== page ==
The International Monetary Fund (IMF) has upgraded India’s growth outlook on the back of better-than-expected resilience in its domestic demand, it said in its latest World Economic Outlook update for January.
IMF now expects India’s GDP to grow by 6.7% in FY24, 40 basis points higher than its previous forecast of 6.3% given in the October 2023 update of its report. One basis point is one-hundredth of a percent.
For FY25 and FY26, India’s GDP growth is seen steady at 6.5%, a 20 basis point upgrade from its October 2023 forecast, the IMF said in its report released on Tuesday, January 30.
“Growth in India is projected to remain strong at 6.5% in both 2024 (FY25) and 2025 (FY26), with an upgrade from October of 0.2 percentage point for both years, reflecting resilience in domestic demand,” the IMF said in its report.
At 6.7% GDP growth forecast for India in FY24, the IMF’s forecast is lower than both the Reserve Bank of India’s 7% estimate and the National Statistics Organisation’s (NSO) first advance forecast of 7.3% for the financial year ending March 2024.
In FY23, India’s GDP had expanded by 7.2% over the previous year. So far in the first half of FY24, the Indian economy has grown by 7.7% between April and September 2024.
As for FY25, the government is of the view that India’s GDP could be closer to 7%, than the 6.5% projected by the IMF in its latest update.
On Monday, the Indian government released a report titled ‘Indian Economy—A Review’ prepared by the office of Chief Economic Adviser V Anantha Nageswaran, taking stock of the state of the economy and its journey in the last ten years.
“The strength of the domestic demand has driven the economy to a 7% plus growth rate in the last three years… The robustness seen in domestic demand, namely, private consumption and investment, traces its origin to the reforms and measures implemented by the government over the last ten years. The supply side has also been strengthened with investment in infrastructure – physical and digital – and measures that aim to boost manufacturing. These have combined to provide an impetus to economic activity in the country. Accordingly, in FY25, real GDP growth will likely be closer to 7%,” the report said.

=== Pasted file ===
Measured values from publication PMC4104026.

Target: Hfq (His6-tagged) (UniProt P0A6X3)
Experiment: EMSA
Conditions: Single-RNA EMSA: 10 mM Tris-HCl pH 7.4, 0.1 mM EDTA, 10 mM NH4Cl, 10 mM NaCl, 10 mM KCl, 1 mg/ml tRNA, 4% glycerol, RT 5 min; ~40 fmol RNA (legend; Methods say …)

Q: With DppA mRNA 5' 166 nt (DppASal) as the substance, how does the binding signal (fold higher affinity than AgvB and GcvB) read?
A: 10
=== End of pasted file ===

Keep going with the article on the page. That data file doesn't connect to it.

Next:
This Indian economy review report by the CEA added that in the next three years, India is expected to become the third-largest economy in the world, with a GDP of $5 trillion.
“There is, however, considerable scope for the growth rate to rise well above 7% by 2030. The speed with which physical infrastructure is being built will allow the ICOR to decline, translating private investments into output quickly. The IBC has strengthened balance sheets and, in the process, has freed up economic capital that was otherwise rendered unproductive. The rapidly expanding digital infrastructure is continuously improving institutional efficiency. Technological progress is picking up pace with rising collaboration with foreign partners in the production of goods and services. Decisive steps have been taken to speed up human capital formation. Finally, the overall investment climate is increasingly becoming more favourable with sustained enhancement in the ease of doing business,” said the government report.
Meanwhile, the IMF raised its 2024 global growth forecast to 3.1pc, citing unexpected resilience in major advanced and emerging market economies around the world, including the United States and China.
The updated figure is 0.2 percentage points higher than the October forecast.
“The global economy continues to display remarkable resilience, with inflation declining steadily and growth holding up,” IMF chief economist Pierre-Olivier Gourinchas told reporters in South Africa on Tuesday.